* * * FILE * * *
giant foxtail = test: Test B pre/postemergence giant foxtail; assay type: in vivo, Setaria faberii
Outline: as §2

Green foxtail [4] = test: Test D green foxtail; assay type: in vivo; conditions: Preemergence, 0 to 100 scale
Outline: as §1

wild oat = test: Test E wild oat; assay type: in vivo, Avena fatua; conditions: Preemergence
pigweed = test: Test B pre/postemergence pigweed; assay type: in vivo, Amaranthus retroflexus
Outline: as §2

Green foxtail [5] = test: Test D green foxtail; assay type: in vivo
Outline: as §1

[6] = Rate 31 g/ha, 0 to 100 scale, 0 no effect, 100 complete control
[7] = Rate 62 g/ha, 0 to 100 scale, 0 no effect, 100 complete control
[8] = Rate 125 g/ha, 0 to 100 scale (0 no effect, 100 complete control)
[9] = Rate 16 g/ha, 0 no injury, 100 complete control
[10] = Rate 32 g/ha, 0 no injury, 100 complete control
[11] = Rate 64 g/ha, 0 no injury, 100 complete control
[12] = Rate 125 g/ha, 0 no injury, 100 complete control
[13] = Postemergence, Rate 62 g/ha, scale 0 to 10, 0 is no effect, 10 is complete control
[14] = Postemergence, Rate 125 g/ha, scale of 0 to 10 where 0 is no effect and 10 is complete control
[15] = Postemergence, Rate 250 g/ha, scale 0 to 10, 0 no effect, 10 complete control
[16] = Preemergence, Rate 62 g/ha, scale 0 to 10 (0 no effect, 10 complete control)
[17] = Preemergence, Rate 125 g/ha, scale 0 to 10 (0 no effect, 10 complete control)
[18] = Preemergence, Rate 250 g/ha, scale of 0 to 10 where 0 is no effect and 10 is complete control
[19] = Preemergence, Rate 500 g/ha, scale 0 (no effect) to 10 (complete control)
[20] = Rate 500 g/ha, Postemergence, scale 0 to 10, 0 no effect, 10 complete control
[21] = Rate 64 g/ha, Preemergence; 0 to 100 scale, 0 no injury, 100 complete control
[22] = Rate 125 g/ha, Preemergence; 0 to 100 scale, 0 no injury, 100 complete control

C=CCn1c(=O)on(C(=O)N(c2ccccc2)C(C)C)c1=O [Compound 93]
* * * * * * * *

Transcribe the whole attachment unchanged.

giant foxtail = test: Test B pre/postemergence giant foxtail; assay type: in vivo, Setaria faberii
Outline: as §2

Green foxtail [4] = test: Test D green foxtail; assay type: in vivo; conditions: Preemergence, 0 to 100 scale
Outline: as §1

wild oat = test: Test E wild oat; assay type: in vivo, Avena fatua; conditions: Preemergence
pigweed = test: Test B pre/postemergence pigweed; assay type: in vivo, Amaranthus retroflexus
Outline: as §2

Green foxtail [5] = test: Test D green foxtail; assay type: in vivo
Outline: as §1

[6] = Rate 31 g/ha, 0 to 100 scale, 0 no effect, 100 complete control
[7] = Rate 62 g/ha, 0 to 100 scale, 0 no effect, 100 complete control
[8] = Rate 125 g/ha, 0 to 100 scale (0 no effect, 100 complete control)
[9] = Rate 16 g/ha, 0 no injury, 100 complete control
[10] = Rate 32 g/ha, 0 no injury, 100 complete control
[11] = Rate 64 g/ha, 0 no injury, 100 complete control
[12] = Rate 125 g/ha, 0 no injury, 100 complete control
[13] = Postemergence, Rate 62 g/ha, scale 0 to 10, 0 is no effect, 10 is complete control
[14] = Postemergence, Rate 125 g/ha, scale of 0 to 10 where 0 is no effect and 10 is complete control
[15] = Postemergence, Rate 250 g/ha, scale 0 to 10, 0 no effect, 10 complete control
[16] = Preemergence, Rate 62 g/ha, scale 0 to 10 (0 no effect, 10 complete control)
[17] = Preemergence, Rate 125 g/ha, scale 0 to 10 (0 no effect, 10 complete control)
[18] = Preemergence, Rate 250 g/ha, scale of 0 to 10 where 0 is no effect and 10 is complete control
[19] = Preemergence, Rate 500 g/ha, scale 0 (no effect) to 10 (complete control)
[20] = Rate 500 g/ha, Postemergence, scale 0 to 10, 0 no effect, 10 complete control
[21] = Rate 64 g/ha, Preemergence; 0 to 100 scale, 0 no injury, 100 complete control
[22] = Rate 125 g/ha, Preemergence; 0 to 100 scale, 0 no injury, 100 complete control

C=CCn1c(=O)on(C(=O)N(c2ccccc2)C(C)C)c1=O [Compound 93]